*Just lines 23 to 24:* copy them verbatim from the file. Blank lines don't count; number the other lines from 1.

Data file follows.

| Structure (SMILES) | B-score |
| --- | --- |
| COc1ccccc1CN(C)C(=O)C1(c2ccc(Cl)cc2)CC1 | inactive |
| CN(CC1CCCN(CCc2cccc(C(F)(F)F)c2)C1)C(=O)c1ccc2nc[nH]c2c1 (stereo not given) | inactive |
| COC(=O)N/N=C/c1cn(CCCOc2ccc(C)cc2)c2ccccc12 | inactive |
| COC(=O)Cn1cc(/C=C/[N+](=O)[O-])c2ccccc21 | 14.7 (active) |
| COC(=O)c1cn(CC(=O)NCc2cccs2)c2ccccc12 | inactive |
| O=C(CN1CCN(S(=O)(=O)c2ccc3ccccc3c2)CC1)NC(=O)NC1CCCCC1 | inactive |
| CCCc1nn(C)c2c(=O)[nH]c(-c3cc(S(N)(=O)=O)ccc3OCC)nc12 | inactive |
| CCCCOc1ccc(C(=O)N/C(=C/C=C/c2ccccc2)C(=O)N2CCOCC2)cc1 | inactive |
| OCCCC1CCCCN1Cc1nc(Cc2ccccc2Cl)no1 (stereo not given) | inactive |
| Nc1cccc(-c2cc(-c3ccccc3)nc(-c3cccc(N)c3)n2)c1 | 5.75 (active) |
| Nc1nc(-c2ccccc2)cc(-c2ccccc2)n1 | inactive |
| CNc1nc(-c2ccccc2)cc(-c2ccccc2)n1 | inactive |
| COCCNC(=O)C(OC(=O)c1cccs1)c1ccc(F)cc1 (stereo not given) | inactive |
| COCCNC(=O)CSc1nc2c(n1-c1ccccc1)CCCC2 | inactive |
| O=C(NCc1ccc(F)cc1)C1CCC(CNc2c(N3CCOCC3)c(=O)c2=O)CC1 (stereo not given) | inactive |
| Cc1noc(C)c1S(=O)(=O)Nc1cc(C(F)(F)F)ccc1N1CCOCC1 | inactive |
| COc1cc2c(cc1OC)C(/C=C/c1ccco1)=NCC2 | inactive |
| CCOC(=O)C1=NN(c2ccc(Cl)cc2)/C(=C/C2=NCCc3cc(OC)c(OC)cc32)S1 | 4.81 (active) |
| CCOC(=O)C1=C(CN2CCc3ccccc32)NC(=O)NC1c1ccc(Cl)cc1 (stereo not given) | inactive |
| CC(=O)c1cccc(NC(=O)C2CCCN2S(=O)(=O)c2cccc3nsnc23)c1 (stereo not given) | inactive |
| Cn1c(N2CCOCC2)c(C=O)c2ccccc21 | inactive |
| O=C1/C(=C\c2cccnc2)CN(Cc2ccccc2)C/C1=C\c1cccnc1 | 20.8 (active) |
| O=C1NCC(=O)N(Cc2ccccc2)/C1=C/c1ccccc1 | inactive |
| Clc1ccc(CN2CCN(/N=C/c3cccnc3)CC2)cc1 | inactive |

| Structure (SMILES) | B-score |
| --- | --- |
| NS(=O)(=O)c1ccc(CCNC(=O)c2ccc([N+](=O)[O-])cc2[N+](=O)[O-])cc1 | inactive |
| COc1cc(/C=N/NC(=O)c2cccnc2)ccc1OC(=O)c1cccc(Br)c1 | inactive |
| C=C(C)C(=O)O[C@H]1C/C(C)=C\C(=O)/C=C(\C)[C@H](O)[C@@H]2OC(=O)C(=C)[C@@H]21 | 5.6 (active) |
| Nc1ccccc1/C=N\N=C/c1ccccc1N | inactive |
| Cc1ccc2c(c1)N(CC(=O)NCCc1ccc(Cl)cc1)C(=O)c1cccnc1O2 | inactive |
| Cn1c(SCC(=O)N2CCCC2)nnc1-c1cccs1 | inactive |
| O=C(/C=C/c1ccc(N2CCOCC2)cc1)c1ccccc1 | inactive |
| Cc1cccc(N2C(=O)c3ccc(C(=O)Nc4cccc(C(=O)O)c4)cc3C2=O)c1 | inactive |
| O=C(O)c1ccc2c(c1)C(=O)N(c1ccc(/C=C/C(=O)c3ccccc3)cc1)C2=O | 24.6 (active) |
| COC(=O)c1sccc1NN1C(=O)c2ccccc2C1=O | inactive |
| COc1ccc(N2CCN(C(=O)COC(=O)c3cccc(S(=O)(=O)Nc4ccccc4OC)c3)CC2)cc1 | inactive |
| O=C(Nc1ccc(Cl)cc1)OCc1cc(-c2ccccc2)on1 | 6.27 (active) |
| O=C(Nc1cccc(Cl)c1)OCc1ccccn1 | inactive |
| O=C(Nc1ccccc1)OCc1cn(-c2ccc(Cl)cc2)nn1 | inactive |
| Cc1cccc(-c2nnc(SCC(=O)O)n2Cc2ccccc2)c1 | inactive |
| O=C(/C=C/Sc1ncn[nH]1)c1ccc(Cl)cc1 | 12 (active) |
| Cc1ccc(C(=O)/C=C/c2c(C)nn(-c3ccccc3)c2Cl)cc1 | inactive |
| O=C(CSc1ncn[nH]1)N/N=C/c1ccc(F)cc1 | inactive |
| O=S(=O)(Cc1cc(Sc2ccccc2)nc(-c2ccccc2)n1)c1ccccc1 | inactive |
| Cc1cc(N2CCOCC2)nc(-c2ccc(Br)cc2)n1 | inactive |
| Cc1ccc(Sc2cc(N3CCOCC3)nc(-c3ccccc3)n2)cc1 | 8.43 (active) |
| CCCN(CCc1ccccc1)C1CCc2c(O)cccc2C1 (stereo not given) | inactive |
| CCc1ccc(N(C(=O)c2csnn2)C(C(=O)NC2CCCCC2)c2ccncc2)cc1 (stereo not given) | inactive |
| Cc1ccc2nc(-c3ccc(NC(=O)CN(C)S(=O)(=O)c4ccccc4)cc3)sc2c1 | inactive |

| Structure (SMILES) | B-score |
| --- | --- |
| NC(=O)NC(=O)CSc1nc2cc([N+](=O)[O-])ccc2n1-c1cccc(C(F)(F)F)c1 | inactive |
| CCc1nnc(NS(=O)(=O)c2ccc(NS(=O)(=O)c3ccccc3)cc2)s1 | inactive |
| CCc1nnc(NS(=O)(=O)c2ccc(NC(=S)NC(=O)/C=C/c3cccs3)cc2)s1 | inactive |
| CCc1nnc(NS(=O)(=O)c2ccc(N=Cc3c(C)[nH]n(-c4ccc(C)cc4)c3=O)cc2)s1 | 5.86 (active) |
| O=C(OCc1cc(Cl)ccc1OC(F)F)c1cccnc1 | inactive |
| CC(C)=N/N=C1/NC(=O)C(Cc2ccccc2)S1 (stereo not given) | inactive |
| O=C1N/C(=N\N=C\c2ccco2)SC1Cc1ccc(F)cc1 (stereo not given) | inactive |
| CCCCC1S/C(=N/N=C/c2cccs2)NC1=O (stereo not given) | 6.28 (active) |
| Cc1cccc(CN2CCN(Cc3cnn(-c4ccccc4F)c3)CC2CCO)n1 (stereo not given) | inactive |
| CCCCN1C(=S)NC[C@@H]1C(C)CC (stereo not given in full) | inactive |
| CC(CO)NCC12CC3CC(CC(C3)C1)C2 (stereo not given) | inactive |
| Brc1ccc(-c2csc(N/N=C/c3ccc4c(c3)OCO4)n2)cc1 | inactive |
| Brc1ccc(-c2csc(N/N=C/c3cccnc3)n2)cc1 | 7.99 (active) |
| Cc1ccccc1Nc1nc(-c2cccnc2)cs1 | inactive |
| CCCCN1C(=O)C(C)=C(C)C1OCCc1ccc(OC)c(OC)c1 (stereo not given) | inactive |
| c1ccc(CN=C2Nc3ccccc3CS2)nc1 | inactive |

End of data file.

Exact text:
| Cn1c(N2CCOCC2)c(C=O)c2ccccc21 | inactive |
| O=C1/C(=C\c2cccnc2)CN(Cc2ccccc2)C/C1=C\c1cccnc1 | 20.8 (active) |